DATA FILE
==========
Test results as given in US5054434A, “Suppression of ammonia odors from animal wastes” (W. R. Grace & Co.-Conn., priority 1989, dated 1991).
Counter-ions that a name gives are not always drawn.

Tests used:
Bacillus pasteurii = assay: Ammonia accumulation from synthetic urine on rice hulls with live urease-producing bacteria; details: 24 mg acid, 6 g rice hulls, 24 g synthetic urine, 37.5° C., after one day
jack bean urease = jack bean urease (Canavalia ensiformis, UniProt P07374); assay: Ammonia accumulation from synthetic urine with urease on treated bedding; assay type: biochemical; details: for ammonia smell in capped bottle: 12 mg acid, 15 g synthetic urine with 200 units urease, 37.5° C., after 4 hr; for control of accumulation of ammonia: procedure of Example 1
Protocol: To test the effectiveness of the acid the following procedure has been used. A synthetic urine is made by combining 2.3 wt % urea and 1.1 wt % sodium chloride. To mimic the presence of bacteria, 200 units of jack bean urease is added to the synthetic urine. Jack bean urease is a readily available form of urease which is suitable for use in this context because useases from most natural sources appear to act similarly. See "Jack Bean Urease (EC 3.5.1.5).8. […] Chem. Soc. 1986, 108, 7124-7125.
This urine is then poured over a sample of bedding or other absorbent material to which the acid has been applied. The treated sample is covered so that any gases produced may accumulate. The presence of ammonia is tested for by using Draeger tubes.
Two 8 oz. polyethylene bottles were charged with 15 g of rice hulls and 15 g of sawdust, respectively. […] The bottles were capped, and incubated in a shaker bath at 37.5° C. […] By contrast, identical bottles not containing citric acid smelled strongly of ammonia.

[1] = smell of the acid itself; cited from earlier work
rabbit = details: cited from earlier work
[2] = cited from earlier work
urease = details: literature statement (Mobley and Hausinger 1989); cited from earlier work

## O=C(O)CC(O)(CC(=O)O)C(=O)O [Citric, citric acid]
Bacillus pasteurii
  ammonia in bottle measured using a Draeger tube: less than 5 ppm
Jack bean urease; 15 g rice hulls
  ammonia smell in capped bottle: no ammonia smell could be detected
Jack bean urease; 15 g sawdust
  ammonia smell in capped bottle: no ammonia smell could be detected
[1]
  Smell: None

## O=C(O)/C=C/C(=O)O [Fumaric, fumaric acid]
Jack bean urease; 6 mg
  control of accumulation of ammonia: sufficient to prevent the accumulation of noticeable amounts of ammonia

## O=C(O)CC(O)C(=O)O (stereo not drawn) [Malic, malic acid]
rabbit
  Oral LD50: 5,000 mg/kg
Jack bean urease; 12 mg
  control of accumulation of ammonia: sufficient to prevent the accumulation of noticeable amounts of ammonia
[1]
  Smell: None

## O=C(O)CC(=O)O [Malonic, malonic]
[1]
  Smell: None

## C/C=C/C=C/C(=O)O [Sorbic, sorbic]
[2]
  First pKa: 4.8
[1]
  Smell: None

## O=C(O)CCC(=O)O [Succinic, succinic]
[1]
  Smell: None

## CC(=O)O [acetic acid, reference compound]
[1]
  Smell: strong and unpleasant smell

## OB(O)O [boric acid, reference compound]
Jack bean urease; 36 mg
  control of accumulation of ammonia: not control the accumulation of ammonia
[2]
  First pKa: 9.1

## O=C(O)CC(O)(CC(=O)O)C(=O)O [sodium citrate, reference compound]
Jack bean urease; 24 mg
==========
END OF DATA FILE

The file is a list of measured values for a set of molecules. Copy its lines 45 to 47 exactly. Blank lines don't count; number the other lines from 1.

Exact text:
  Smell: strong and unpleasant smell

## OB(O)O [boric acid, reference compound]
Jack bean urease; 36 mg